"After this what forgiveness?" To his credit Schama never tries to explain away this unseemly history; rather, he tends to look to the future to help redeem the soul of America - hence the promise of Barack Obama. Having tried to escape history, the people of the United States now find that history has caught up with them. As a work of popular history, The American Future has a lot going for it. For one thing, anything by Schama will be told in a lively, if occasionally overheated, fashion. He is at his best with the broad generalisations and the engaging profiles of unknown or barely known American figures such as the first Quartermaster-General of the US, Montgomery Meigs, who loved the Union, hated Robert E. Lee and was responsible for keeping the vast Union Army supplied during the Civil War.

But Schama's grasp of American political history can be shaky (the Mississippi delegates to the 1964 Democratic Convention were not "yellow-dog Democrats" but the opposite) and his geographical knowledge lets him down when he says that eastern Georgia borders on Alabama. He often conflates the separation of Church and State with the separation of religion and politics, although the latter does not follow, constitutionally, from the former. That said, his treatment of American religion is broadly sympathetic and a powerful rebuke to the ignorance of Europeans about the role of religion in US history and in history generally.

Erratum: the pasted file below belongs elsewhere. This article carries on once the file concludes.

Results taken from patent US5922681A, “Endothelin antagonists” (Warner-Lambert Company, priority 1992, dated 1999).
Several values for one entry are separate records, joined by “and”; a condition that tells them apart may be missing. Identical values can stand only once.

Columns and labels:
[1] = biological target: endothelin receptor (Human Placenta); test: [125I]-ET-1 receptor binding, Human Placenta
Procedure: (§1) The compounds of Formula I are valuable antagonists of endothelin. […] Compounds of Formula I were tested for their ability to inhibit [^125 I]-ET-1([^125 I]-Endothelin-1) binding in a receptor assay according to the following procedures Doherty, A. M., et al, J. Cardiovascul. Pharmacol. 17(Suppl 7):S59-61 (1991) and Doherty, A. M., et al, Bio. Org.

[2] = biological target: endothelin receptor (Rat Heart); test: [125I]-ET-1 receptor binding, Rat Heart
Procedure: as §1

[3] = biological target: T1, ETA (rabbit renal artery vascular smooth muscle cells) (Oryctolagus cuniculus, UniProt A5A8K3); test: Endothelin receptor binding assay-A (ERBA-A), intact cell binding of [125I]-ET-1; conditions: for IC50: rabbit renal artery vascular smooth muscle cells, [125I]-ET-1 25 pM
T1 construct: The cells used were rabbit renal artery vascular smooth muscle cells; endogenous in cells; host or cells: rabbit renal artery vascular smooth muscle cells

Finally, for all its appealing strengths, The American Future lacks an organising thesis or principle that both encompasses and focuses the diverse material he offers for our consideration. There is no Toquevillean focus on the meaning of "democracy"; no Myrdalian "American creed" to mobilise anti-racist sentiment; no "Protestant ethic" to explain American productivity. Still, Schama's The American Future creates for us a rich and textured vision of a country that has found it difficult to decide whether it wants to fulfil the promise of becoming a great nation rather than just being a large and powerful one.

The American Future: A History

By Simon Schama

Bodley Head, 400pp, £20.00

ISBN 9781847920003

Published 2 October 2008